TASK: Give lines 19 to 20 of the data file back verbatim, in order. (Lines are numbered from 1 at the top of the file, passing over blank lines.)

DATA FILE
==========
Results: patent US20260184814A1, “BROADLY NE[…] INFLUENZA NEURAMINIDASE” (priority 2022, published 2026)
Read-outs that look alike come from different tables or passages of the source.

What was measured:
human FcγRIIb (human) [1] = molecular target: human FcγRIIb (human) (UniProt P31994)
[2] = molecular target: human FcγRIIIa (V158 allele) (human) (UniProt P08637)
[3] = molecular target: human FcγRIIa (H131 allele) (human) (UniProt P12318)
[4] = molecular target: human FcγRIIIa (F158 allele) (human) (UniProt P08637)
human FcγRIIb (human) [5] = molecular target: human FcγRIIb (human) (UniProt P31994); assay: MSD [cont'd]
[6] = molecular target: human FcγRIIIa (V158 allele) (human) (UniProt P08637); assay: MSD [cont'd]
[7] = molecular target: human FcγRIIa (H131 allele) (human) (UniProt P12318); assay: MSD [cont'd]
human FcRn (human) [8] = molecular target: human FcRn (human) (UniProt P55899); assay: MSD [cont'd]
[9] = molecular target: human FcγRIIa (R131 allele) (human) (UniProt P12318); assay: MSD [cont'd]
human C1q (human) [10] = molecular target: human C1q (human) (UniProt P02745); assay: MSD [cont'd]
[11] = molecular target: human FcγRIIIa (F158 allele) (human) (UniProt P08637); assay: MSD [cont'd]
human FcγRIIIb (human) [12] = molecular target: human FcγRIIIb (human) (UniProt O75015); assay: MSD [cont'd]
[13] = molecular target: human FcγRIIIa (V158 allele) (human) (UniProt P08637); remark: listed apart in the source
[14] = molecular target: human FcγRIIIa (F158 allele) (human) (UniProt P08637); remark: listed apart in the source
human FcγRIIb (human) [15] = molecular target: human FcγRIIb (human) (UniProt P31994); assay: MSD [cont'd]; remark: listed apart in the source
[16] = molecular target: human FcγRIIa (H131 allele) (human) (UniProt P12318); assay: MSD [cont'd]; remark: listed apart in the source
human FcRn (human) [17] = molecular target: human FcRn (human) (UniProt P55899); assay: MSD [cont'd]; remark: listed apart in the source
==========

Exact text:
[16] = molecular target: human FcγRIIa (H131 allele) (human) (UniProt P12318); assay: MSD [cont'd]; remark: listed apart in the source
human FcRn (human) [17] = molecular target: human FcRn (human) (UniProt P55899); assay: MSD [cont'd]; remark: listed apart in the source